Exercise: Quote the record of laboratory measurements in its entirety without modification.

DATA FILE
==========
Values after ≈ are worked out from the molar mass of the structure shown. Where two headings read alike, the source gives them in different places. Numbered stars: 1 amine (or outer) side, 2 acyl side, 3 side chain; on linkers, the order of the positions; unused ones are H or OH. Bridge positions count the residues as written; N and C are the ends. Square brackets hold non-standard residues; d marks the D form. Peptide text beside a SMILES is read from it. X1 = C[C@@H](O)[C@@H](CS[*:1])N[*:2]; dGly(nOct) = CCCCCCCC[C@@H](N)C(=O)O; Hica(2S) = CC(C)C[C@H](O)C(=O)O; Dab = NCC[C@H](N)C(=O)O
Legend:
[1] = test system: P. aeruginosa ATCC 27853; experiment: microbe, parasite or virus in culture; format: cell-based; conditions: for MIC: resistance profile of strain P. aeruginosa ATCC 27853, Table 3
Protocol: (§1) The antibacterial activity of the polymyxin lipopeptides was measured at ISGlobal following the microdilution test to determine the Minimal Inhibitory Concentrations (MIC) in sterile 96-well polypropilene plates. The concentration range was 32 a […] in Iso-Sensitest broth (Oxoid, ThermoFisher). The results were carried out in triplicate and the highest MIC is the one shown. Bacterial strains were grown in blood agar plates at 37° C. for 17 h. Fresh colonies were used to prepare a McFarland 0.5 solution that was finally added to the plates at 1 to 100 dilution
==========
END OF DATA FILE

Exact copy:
Values after ≈ are worked out from the molar mass of the structure shown. Where two headings read alike, the source gives them in different places. Numbered stars: 1 amine (or outer) side, 2 acyl side, 3 side chain; on linkers, the order of the positions; unused ones are H or OH. Bridge positions count the residues as written; N and C are the ends. Square brackets hold non-standard residues; d marks the D form. Peptide text beside a SMILES is read from it. X1 = C[C@@H](O)[C@@H](CS[*:1])N[*:2]; dGly(nOct) = CCCCCCCC[C@@H](N)C(=O)O; Hica(2S) = CC(C)C[C@H](O)C(=O)O; Dab = NCC[C@H](N)C(=O)O
Legend:
[1] = test system: P. aeruginosa ATCC 27853; experiment: microbe, parasite or virus in culture; format: cell-based; conditions: for MIC: resistance profile of strain P. aeruginosa ATCC 27853, Table 3
Protocol: (§1) The antibacterial activity of the polymyxin lipopeptides was measured at ISGlobal following the microdilution test to determine the Minimal Inhibitory Concentrations (MIC) in sterile 96-well polypropilene plates. The concentration range was 32 a […] in Iso-Sensitest broth (Oxoid, ThermoFisher). The results were carried out in triplicate and the highest MIC is the one shown. Bacterial strains were grown in blood agar plates at 37° C. for 17 h. Fresh colonies were used to prepare a McFarland 0.5 solution that was finally added to the plates at 1 to 100 dilution